The Canadian inflation rate may have hit a pace not seen in 40 years last week, but there are early signs that consumer price pain could soon start to ease.

Stephen Brown, Senior Economist at think tank Capital Economics, is betting that the sharp upward trajectory of CPI inflation -- which hit 8.1% in June, the highest since January 1983 -- has reached its peak, given it actually came in lower than analysts’ estimates.

However, that won’t deter the Bank of Canada from pressing forward with its rate hiking cycle, leaving the door open for several more interest rate hikes this year.

“The increase was smaller than the consensus estimate of 8.4% and, while the large upward revision to CPI-common threw a wrench in the works, the [central bank] was probably still pleased to see that an average of the three core measures rose by only 0.1% in June, the smallest increase in eight months,” he wrote in an investor commentary note.

His take follows StatCan data that reveals the pace of food price growth was flat last month -- remaining at 8.8% -- leading to a slight softening in grocery store prices in late May, for the first time since April 2021. Meat retail prices are now below April levels, while vegetable and fruit prices softened in both May and June. 

In fact, says StatCan, last month’s hefty reading was mostly due to the price of gas; excluding it from the basket of goods, the CPI rose 6.5% annually in June, following a 6.3% increase in May.

That’s not to say prices are set to chill rapidly, however; Bank of Canada Governor Tiff Macklem has said he expects inflation to hover “a little over” the 8% mark for at least a few months. 

In a speech made to the Canadian Federation of Independent Business (CFIB) prior to the June inflation print, he said, “Inflation is high sevens. It’s probably going to go a little over eight per cent. We have the next CPI next week. We know oil prices were very high in June, so I wouldn’t be surprised to see it move up.”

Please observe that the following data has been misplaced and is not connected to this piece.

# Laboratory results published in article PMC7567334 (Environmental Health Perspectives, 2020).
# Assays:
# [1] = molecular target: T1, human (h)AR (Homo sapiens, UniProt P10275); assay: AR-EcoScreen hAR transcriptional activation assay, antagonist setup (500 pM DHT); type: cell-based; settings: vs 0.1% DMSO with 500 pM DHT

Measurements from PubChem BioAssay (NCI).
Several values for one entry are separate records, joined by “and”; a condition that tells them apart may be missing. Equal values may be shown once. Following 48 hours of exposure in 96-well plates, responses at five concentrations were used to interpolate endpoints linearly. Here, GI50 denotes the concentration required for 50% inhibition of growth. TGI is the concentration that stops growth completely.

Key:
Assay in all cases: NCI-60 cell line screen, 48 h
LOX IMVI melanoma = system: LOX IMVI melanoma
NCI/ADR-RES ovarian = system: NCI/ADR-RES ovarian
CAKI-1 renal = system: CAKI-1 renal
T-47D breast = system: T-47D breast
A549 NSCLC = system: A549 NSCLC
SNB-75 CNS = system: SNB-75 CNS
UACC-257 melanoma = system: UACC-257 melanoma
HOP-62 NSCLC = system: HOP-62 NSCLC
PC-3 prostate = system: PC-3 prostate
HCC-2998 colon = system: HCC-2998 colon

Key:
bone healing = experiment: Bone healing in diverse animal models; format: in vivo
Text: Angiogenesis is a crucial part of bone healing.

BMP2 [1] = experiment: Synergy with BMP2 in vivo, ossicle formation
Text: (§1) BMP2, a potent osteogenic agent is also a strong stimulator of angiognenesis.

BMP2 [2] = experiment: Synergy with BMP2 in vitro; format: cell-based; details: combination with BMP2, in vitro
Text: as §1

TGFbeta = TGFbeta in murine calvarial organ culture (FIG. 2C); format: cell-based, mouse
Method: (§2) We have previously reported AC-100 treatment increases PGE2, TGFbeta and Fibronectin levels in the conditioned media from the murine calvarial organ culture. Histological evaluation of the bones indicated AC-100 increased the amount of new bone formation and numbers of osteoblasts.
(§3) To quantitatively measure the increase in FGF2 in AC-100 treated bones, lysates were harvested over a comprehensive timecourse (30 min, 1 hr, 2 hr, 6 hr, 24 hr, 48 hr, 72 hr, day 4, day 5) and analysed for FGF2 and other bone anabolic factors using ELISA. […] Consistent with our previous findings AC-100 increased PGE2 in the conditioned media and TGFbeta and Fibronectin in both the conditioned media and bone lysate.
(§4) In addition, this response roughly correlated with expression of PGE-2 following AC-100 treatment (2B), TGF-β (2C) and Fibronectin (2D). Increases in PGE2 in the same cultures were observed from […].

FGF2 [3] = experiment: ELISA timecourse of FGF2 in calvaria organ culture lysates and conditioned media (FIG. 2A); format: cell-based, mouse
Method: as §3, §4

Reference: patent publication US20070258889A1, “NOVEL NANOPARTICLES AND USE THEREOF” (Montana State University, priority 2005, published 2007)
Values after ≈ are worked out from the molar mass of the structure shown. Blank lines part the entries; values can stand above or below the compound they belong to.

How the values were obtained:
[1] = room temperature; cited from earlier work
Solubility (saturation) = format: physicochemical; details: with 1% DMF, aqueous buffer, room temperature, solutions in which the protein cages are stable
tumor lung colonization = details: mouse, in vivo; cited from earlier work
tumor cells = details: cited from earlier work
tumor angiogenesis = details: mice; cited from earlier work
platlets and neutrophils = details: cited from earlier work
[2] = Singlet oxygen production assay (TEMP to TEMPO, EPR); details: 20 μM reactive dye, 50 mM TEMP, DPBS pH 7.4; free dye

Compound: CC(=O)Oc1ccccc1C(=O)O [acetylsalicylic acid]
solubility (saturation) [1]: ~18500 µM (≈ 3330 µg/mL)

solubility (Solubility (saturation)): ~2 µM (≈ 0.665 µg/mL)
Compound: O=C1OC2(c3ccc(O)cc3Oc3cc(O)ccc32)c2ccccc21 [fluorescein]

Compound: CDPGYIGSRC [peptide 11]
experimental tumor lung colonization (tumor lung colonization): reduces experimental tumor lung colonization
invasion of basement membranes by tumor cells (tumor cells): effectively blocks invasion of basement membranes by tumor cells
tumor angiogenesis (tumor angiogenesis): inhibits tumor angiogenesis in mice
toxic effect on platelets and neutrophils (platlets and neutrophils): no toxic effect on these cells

According to Macklem, inflation will remain sticky for the remainder of this year before dropping to around the 3% mark by the end of 2023, and then finally moderating to 2% in 2024 -- the Bank of Canada’s target, and the gauge it uses when determining interest rate pricing.

The Bank of Canada has been aggressively trying to reign in inflation since the beginning of the year, when it started to spiral higher due to pandemic-induced supply chain disruptions as well as the impact of the war in Ukraine on energy prices.

The central bank has since implemented four increases -- one 0.25% in March, two half-point hikes in April and June, and a full 1% increase on July 13 -- bringing its trend-setting Overnight Lending Rate from 0.25% to 2.5%.

The Bank strongly telegraphed in its announcement that more hikes are to come this year, stating, “Inflation in Canada is higher and more persistent than the Bank expected in its April Monetary Policy Report (MPR), and will likely remain around 8% in the next few months. While global factors such as the war in Ukraine and ongoing supply disruptions have been the biggest drivers, domestic price pressures from excess demand are becoming more prominent.”

“The Governing Council decided to front-load the path to higher interest rates by raising the policy rate by 100 basis points today. The Governing Council continues to judge that interest rates will need to rise further, and the pace of increases will be guided by the Bank’s ongoing assessment of the economy and inflation.”